Athletes are already being paid too much, so it's going to take a lot to actually be considered as overpaid.
Guys like Rashard Lewis and Gilbert Arenas fit top billing at that aspect. Those are two players who signed lucrative deals that they didn't deserve in the first place and, as expected, didn't live up to it. It goes far beyond those two, however, as there are plenty of players in the NBA that are being significantly overpaid.
To get your blood boiling a little more, we're going to take a look at the five players that are set to be overpaid.
How could we predict something like this? Easily. These five players have either had a great season, are due for a big contract or appear to be too valuable to pass up. Hype is possibly the worst aspect that could play a factor when signing a player. Hyped players are usually riding a hot streak that has allowed them to play a lot better than their talent level indicates.
Those flash-in-the-pan players are bad news. Guys like Jerome Jordan who signed a $30 million deal thanks to one decent postseason are dangerous to the league and mostly to the team that signed them, since it'll be paying for it for however many years it signed the player.
Let's take a look in the future and figure out which five 2012 free agents, restricted and unrestricted, will be overpaid.
The student has become the teacher, yet, but we do envision an extremely bright future for current Houston Rockets point guard Goran Dragic.
The teacher I'm speaking of is Steve Nash, the player Dragic backed up for the two-and-a-half seasons he spent with the Phoenix Suns. Dragic came in the league as a bright-eyed 22-year-old out of Slovenia in 2008. He'd spend his rookie season playing in 55 games and averaging five points and two assists per in limited minutes.
Next year, Dragic would begin to receive minutes worth noting. The tutelage of the two-time MVP was paying off as Goran began to showcase similar traits that Nash possessed. The passing prowess was nearly identical. Of course Dragic didn't nearly have the same court vision as Nash, but the potential to be great was there and he had just the right player showing him the ropes.
Dragic was traded to the Houston Rockets in the middle of the 2010-'11 season. He has earned 26 minutes worth of playing time off the bench for his new team and has even started in 22 games. He's posting up career-highs across the board with 11 points and five assists per game. He's currently a backup to Kyle Lowry.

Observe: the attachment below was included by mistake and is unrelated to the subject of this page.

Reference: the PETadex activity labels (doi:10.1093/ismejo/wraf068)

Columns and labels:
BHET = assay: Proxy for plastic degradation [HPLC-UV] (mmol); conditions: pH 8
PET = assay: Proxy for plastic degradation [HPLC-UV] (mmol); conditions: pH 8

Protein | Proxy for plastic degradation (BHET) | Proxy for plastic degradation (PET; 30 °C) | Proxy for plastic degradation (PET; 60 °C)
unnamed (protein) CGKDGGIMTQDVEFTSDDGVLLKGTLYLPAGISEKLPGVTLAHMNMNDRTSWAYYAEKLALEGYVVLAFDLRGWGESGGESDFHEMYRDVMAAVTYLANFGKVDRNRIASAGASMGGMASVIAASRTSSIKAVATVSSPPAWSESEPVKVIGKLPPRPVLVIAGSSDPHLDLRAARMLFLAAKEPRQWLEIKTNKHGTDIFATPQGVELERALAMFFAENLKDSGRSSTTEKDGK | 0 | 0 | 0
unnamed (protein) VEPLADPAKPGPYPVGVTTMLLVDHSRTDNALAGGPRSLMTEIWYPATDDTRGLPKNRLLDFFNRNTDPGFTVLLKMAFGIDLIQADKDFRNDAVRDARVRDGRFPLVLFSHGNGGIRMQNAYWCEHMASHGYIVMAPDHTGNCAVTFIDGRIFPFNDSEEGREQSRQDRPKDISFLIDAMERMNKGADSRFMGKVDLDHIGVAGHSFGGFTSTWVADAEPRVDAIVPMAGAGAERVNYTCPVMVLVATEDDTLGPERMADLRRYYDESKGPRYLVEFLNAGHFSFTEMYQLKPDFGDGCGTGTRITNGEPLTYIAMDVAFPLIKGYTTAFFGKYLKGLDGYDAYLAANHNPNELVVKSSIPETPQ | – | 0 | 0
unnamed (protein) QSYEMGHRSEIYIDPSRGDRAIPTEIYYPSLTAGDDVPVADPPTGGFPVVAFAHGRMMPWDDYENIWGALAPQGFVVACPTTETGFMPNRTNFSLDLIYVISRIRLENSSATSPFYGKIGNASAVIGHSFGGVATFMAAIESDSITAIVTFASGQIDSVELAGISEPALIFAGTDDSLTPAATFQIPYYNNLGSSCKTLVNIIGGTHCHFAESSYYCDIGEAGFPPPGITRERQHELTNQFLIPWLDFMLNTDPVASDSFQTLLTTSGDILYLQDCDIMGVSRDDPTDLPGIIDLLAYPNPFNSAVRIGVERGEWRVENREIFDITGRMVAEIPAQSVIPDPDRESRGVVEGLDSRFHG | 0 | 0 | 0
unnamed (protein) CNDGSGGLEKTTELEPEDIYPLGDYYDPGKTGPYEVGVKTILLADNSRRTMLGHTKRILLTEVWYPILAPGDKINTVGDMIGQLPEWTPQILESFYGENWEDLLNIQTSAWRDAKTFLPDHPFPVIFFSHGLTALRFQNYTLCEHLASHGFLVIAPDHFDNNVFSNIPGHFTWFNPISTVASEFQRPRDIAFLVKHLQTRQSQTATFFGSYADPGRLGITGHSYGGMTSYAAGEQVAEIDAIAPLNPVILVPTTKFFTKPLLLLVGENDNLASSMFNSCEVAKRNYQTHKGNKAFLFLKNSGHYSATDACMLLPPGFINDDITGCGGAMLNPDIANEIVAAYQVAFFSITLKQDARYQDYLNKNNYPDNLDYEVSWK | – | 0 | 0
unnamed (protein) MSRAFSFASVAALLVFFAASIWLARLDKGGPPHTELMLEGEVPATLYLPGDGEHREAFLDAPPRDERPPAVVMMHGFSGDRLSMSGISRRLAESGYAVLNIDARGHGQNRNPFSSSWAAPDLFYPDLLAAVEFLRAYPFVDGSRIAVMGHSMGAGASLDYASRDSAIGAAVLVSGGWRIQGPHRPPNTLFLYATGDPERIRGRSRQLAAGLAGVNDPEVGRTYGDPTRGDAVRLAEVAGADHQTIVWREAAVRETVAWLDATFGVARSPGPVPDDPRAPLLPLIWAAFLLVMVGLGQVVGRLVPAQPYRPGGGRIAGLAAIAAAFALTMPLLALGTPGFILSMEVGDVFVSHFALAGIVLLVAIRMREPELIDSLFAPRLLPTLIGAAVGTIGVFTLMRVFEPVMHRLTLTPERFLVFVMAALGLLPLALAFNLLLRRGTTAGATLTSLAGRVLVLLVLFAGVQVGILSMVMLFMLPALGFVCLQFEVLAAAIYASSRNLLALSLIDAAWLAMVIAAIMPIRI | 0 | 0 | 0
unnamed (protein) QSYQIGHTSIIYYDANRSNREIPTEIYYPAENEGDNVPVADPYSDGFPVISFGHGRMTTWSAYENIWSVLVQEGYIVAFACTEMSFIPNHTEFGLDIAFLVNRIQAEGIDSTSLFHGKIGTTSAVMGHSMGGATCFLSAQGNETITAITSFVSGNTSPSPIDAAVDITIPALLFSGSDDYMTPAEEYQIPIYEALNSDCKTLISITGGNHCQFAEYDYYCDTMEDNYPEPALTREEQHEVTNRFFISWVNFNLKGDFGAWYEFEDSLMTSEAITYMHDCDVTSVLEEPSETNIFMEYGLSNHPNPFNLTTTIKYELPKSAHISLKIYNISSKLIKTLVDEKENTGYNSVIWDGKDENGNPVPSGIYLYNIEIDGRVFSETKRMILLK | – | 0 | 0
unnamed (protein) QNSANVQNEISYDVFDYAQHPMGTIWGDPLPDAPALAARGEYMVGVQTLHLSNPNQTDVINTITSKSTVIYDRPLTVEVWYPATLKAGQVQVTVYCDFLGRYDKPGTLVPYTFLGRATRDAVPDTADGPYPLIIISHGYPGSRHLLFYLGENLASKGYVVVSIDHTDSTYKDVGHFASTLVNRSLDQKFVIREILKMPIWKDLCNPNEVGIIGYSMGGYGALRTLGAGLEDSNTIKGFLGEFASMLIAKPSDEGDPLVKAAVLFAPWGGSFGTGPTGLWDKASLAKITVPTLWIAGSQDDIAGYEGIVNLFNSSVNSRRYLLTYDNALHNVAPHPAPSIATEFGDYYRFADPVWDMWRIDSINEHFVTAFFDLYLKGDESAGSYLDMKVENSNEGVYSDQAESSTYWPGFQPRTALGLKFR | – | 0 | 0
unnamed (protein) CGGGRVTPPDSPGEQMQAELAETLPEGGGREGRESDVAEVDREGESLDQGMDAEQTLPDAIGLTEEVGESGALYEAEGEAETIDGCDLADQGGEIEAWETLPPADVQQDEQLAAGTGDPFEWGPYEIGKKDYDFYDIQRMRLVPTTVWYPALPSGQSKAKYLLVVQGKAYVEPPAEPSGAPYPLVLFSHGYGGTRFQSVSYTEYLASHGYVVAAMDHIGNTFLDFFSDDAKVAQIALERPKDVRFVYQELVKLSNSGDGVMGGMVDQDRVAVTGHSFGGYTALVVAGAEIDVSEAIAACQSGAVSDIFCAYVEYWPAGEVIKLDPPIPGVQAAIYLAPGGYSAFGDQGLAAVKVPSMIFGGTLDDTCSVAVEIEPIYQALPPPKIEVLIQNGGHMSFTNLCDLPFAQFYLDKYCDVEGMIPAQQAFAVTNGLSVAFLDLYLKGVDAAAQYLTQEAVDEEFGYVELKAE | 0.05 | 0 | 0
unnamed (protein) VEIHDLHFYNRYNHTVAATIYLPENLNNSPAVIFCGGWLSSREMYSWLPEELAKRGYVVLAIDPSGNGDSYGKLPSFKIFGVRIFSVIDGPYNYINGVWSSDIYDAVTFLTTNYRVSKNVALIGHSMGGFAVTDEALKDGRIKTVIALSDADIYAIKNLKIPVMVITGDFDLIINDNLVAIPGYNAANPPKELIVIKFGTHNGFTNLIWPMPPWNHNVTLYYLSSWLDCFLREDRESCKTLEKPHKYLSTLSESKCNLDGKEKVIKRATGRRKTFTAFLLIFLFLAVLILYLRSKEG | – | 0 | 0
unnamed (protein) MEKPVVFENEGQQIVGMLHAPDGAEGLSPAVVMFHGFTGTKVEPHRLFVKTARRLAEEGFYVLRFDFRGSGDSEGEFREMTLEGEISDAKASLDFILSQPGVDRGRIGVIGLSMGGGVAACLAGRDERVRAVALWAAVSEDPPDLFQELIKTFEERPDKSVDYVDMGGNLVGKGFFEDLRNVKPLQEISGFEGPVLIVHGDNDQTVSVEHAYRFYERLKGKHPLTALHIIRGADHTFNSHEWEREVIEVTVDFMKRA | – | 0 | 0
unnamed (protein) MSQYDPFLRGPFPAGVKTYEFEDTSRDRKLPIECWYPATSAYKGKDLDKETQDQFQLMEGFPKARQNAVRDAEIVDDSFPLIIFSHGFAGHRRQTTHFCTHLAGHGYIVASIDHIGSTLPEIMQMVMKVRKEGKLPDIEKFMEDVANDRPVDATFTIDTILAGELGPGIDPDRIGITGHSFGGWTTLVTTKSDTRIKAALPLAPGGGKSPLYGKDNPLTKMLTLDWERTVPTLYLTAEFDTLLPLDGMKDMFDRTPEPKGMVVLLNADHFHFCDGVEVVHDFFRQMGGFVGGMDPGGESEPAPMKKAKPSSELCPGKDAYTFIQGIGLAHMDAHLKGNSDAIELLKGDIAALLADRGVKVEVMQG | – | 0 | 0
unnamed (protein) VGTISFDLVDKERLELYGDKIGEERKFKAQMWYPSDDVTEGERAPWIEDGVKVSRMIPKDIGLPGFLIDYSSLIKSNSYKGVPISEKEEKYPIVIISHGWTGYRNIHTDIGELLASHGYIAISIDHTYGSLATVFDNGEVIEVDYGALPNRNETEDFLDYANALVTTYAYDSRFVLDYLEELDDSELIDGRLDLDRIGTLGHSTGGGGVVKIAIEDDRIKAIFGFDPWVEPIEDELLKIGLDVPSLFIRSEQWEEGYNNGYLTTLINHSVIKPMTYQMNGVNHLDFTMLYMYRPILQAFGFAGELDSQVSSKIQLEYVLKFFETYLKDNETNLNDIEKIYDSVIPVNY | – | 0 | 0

The Slovenia is starter material. He's started every game in the month of April and has scored 20 points or more in five out of eight games, including a season-high 26 points in a win over the Los Angeles Lakers. He's also recorded 10 or more assists five times this year with his season-high coming in a loss to the Los Angeles Clippers where he recorded 14 assists.
There are plenty of teams out there who could still use a solid starting point guard, and the Rockets certainly don't want to give up a backup as valuable as Dragic. If there will be teams contending with the Rockets for the services of Dragic, there's a high chance that he does end up getting overpaid because of the potential he has.
Dragic will be 26 years old at the start of next season. Experience is only helping this point guard become a better player by the day.
Isiah Thomas isn't making anymore deals for the New York Knicks.
In fact, the Knicks appear to be a lot smarter as an organization. They're not the smartest team in the league, but they're certainly smarter than the last regime that gave an exuberant amount of money to Jerome Jordan and Jared Jeffries. They took the controls away from the child that had an obsession with alliteration and decided to give it to someone a little more capable.
One of the better moves the Knicks completed was signing Jeremy Lin, an otherwise unknown player out of Harvard who spent an uneventful rookie season with the Golden State Warriors. With the Knicks desperate for a point guard due to the loss of Chauncey Billups and various injuries throughout the early portion of the season, they gave Lin a chance as a starter, and it paid off well.
Lin would lead the Knicks through their best stretch of the season and would turn them from a possible lottery team back into a playoff contender. 'Linsanity' took the NBA world by storm as every media outlet became obsessed with this 23-year-old who couldn't even get playing time on the Warriors. With the Knicks, Lin saw his popularity skyrocket as he played the largest part in the turnaround of his team.
Before going under the knife to repair a torn meniscus, Lin was averaging 15 points on 45 percent shooting, dishing out six assists and grabbing three boards per. He's proven that he isn't wary of the bright lights or the big stage as he has already hit a game-winner, and even managed to light up some of the West's top teams in Dallas and the L.A. Lakers.
Of course, Lin does have his flaws. He's extremely turnover-prone, isn't the best shooter and can't perform well under intense pressure. The Miami Heat helped to expose Lin for the first time when they held him to eight points and eight turnovers thanks in part to stingy defense from Mario Chalmers and Norris Cole.
He's only 23, however, so let it slide for now.
Does anyone else have the feeling that the Knicks are going to end up giving Lin a whole lot more money than he deserves? They need to look at this from a larger spectrum and evaluate the commitment they'll be set to make when signing Lin over the offseason. He's not going to be warranting any All-Star consideration soon and is an above average player at best at the moment.
Before you give this guy $10 million a year, take a step back and weigh your options, Knicks organization.
I'm sure the majority of us has tuned out of watching Portland Trail Blazers basketball this season.